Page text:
- Reside in the U.S. for 5 years
- Have not left the U.S. for any span longer than 6 months
- Have been physically inside the U.S. for no less than 30 months prior to application
- Have lived in the state where you are submitted the application for no less than 3 months
- Know American government, history, and culture
- Prepared to take the Oath of Allegiance (unless your religion does not allow oaths)
N-400 Frequently Asked Questions
It is advisable to renew your green card before filing an N-400 if it is already expired. There is no need to renew if the card expires while the N-400 is pending.
You might be approved even with a criminal history depending on the circumstances. Be honest and upfront about your criminal history with USCIS and submit any documentation that will prove you have become a person of good moral character (written statements from officials related to your case, rehabilitation documents, along with standard documents proving moral character). Because this is specific to each person’s individual situation, it is advisable to speak with an attorney before filing if you have any criminal history.
You can appeal. Within 30 days of receiving your denial, file Form N-336, which will request a hearing for your naturalization. If the appeal upholds the denial, you can file another review with a U.S. District Court.
USCIS has many reasons why an application may be denied. While the decisions for approval are ultimately their own, here are some reasons why your application might have been rejected:
- Accidentally faulty information was provided. Sometimes, people guess on answers in their citizenship application. If you are not sure about an answer on the application, consult an immigration attorney or other resource before answering. USCIS will check every single fact, so it is critical to be accurate.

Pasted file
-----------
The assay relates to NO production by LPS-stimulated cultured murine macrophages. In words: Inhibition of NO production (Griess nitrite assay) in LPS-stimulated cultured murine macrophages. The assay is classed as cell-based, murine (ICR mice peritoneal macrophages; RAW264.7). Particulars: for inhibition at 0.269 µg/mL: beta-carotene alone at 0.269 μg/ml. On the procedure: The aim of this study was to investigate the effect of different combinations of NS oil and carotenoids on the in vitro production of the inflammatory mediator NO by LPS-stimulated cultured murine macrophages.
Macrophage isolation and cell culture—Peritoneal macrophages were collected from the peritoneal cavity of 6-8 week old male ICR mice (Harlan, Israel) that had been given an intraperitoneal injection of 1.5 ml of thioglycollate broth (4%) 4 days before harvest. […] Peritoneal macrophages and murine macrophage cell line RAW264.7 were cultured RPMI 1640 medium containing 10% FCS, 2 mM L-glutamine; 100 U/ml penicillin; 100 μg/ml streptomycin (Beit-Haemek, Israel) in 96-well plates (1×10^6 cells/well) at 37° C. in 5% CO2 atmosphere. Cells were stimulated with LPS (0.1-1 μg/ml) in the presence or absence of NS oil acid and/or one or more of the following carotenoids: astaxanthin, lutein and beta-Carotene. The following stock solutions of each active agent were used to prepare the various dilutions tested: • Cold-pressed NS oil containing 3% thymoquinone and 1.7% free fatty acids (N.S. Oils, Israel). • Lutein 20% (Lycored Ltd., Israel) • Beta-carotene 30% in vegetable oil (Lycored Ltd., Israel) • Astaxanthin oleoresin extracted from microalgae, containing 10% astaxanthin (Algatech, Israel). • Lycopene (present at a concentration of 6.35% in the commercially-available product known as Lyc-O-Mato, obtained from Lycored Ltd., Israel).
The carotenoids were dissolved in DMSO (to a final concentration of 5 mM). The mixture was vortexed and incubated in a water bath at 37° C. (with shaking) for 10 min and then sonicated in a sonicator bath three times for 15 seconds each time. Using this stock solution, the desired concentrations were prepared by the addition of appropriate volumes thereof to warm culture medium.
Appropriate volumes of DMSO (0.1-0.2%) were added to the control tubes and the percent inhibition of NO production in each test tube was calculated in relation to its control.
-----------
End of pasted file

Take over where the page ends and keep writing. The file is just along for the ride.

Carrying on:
- Didn't read the instructions. USCIS wants you to succeed. That's why they offer comprehensive instructions that guide you through the citizenship application process.
- Didn't supply all needed documents. Be comprehensive when supplying USCIS with all needed documents.
- Didn't register with Selective Service. All men between ages 18 and 26 must register for Selective Service. If this applies to you, click on this link to register for Selective Service.
- Failed to demonstrate good moral character. A criminal conviction, past drug use, failure to pay taxes, dishonesty on previous immigration applications, and other issues can lead to a finding that you lack good moral character.
- Failure to meet the residence requirements. If you are not residing in the U.S. or if you have excessive absences from the U.S. in the last 5 years, your application can be denied.
- Illegal voting. If you voted in a federal election, your application can be denied.
Need Help with Your N-400?
Contact the San Antonio immigration attorneys at Salmon-Haas. Their collective knowledge can help provide you with information to complete your Form N-400.
*Fees do not apply for military applicants filing under Sections 328/329 of the Immigration and Nationality Act
**Biometric Fees do not apply to those aged 75 or older.